Redirected from Mathematical filter
A simple example of a filter is the set of all subsets of S that include a particular subset C of S. Such a filter is called the "principal filter" generated by C. The Fréchet filter[?] on an infinite set S is the set of all subsets of S that have finite complement.
Filters are useful in topology: they play the role of sequences in metric spaces. The set of all neighbourhoods of a point x in a topological space is a filter, called the neighbourhood filter of x. A filter which is a superset of the neighbourhood filter of x is said to converge to x. Note that in a nonHausdorff space a filter can converge to more than one point.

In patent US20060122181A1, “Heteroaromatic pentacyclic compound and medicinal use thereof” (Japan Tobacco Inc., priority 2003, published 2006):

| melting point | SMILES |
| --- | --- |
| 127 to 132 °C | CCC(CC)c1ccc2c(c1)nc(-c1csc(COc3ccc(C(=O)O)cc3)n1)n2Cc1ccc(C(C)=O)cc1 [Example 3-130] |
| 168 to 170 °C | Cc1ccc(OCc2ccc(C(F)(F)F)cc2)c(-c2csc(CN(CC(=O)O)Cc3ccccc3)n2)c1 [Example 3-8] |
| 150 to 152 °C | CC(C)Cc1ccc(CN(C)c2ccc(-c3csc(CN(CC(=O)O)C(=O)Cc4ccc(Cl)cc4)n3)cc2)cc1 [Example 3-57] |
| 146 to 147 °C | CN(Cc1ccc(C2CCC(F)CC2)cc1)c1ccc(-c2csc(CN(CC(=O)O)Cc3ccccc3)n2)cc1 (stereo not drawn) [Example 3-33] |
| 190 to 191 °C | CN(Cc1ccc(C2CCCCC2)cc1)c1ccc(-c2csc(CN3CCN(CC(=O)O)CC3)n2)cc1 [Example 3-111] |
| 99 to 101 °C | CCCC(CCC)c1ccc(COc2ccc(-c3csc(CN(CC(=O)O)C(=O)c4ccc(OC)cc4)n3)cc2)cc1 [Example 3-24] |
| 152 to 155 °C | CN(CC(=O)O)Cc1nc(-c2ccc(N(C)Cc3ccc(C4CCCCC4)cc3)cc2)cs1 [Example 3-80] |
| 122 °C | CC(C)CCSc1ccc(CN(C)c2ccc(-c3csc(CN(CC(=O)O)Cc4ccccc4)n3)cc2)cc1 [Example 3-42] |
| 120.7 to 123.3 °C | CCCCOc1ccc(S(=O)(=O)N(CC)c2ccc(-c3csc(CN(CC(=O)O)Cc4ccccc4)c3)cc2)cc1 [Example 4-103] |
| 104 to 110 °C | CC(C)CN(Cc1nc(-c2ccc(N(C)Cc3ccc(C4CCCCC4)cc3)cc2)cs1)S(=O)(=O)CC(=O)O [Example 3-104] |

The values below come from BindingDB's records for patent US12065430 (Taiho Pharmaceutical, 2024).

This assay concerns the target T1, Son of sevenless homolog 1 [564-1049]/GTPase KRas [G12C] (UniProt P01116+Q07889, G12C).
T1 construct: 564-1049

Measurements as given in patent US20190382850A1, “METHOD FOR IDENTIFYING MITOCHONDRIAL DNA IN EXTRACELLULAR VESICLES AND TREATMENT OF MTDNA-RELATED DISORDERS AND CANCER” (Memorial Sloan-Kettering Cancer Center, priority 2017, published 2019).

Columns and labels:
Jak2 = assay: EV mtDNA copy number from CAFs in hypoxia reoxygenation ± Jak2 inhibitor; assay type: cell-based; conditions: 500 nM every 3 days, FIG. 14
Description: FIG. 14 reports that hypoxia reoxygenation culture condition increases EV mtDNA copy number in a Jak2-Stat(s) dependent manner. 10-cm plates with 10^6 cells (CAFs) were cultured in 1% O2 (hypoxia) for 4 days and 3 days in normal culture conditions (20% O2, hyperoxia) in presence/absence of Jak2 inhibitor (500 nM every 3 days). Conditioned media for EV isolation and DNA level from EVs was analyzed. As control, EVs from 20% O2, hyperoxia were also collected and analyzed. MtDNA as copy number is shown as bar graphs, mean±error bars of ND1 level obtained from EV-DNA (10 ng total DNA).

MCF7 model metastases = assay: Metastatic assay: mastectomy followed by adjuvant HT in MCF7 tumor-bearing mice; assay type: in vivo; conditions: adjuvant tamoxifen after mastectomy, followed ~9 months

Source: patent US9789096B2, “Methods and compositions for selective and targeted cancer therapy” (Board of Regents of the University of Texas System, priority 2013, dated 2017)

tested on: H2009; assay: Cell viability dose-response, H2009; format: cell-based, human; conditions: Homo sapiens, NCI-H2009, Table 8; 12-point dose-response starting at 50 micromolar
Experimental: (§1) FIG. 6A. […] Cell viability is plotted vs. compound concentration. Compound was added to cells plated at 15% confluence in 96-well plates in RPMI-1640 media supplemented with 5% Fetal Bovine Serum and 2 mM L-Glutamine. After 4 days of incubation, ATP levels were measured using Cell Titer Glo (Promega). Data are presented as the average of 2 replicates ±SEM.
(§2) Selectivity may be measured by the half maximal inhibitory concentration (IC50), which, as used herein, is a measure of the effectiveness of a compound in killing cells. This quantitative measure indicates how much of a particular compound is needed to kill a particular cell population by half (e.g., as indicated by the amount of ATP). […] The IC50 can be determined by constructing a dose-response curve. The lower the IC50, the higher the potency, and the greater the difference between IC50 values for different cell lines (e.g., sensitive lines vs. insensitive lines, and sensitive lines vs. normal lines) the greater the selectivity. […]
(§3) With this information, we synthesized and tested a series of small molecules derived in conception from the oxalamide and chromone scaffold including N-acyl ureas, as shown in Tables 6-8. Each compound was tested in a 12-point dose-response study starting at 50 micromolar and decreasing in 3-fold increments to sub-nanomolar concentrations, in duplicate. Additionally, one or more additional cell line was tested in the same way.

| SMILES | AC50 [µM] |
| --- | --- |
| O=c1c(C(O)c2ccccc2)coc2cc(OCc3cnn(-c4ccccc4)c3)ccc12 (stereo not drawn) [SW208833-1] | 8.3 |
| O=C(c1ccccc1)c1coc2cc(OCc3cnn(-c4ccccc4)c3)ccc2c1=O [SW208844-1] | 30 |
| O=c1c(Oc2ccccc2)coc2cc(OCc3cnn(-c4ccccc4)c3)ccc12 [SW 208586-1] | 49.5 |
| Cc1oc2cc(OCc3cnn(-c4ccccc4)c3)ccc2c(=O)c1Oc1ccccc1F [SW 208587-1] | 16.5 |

Of particular importance are maximal filters, which are called ultrafilters. A standard application of Zorn's lemma shows that every filter is a subset of some ultrafilter.
For any filter F on a set S, the set function defined by
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